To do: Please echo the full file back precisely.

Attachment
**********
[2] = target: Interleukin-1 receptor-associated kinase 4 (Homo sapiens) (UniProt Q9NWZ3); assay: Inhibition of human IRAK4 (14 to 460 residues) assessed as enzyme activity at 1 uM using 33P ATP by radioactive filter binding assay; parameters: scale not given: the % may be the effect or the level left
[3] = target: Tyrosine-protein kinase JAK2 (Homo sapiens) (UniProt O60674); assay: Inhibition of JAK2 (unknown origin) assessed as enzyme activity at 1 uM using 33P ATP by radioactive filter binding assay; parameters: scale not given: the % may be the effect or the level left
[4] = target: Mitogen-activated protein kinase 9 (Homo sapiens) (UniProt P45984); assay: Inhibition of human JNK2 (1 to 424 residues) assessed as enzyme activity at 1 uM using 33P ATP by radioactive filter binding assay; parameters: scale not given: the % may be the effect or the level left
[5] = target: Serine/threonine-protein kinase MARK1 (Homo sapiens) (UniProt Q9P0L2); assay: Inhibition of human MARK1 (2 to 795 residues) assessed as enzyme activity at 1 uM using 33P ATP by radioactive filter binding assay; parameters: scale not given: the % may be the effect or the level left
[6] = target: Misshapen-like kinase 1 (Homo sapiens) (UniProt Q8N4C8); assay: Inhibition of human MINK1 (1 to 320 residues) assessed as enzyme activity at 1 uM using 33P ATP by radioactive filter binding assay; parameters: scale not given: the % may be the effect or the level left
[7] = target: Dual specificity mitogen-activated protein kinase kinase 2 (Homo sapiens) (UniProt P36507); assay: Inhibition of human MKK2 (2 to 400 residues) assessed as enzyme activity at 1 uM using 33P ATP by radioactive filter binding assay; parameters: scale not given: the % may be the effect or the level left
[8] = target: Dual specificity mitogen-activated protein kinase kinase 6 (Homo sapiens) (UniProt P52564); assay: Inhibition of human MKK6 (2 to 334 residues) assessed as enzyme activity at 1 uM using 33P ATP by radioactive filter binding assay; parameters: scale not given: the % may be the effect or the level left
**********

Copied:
[2] = target: Interleukin-1 receptor-associated kinase 4 (Homo sapiens) (UniProt Q9NWZ3); assay: Inhibition of human IRAK4 (14 to 460 residues) assessed as enzyme activity at 1 uM using 33P ATP by radioactive filter binding assay; parameters: scale not given: the % may be the effect or the level left
[3] = target: Tyrosine-protein kinase JAK2 (Homo sapiens) (UniProt O60674); assay: Inhibition of JAK2 (unknown origin) assessed as enzyme activity at 1 uM using 33P ATP by radioactive filter binding assay; parameters: scale not given: the % may be the effect or the level left
[4] = target: Mitogen-activated protein kinase 9 (Homo sapiens) (UniProt P45984); assay: Inhibition of human JNK2 (1 to 424 residues) assessed as enzyme activity at 1 uM using 33P ATP by radioactive filter binding assay; parameters: scale not given: the % may be the effect or the level left
[5] = target: Serine/threonine-protein kinase MARK1 (Homo sapiens) (UniProt Q9P0L2); assay: Inhibition of human MARK1 (2 to 795 residues) assessed as enzyme activity at 1 uM using 33P ATP by radioactive filter binding assay; parameters: scale not given: the % may be the effect or the level left
[6] = target: Misshapen-like kinase 1 (Homo sapiens) (UniProt Q8N4C8); assay: Inhibition of human MINK1 (1 to 320 residues) assessed as enzyme activity at 1 uM using 33P ATP by radioactive filter binding assay; parameters: scale not given: the % may be the effect or the level left
[7] = target: Dual specificity mitogen-activated protein kinase kinase 2 (Homo sapiens) (UniProt P36507); assay: Inhibition of human MKK2 (2 to 400 residues) assessed as enzyme activity at 1 uM using 33P ATP by radioactive filter binding assay; parameters: scale not given: the % may be the effect or the level left
[8] = target: Dual specificity mitogen-activated protein kinase kinase 6 (Homo sapiens) (UniProt P52564); assay: Inhibition of human MKK6 (2 to 334 residues) assessed as enzyme activity at 1 uM using 33P ATP by radioactive filter binding assay; parameters: scale not given: the % may be the effect or the level left